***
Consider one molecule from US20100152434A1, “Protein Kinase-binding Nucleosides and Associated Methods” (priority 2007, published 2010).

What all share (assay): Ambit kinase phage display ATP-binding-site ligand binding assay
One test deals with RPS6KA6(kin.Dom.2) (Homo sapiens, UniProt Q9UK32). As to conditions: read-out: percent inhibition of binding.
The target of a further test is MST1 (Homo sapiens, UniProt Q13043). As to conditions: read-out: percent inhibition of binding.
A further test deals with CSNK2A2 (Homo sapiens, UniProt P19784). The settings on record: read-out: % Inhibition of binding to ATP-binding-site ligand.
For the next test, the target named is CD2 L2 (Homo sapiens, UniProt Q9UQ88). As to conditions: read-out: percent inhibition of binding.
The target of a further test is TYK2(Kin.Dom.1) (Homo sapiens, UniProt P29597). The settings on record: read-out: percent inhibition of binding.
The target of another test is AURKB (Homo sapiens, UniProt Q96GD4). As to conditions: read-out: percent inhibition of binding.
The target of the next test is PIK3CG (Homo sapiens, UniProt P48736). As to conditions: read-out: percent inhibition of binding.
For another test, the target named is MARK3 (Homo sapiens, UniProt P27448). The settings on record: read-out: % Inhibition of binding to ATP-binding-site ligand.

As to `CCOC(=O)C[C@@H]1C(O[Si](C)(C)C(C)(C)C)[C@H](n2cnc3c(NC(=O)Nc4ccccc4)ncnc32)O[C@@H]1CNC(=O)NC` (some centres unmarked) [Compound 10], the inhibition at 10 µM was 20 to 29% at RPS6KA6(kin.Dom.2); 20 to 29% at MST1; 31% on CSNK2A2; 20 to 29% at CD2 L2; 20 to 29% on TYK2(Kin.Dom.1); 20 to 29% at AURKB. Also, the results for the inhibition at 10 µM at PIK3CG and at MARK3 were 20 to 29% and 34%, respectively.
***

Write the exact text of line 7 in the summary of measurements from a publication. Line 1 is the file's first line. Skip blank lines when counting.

The target of a further test is TYK2(Kin.Dom.1) (Homo sapiens, UniProt P29597). The settings on record: read-out: percent inhibition of binding.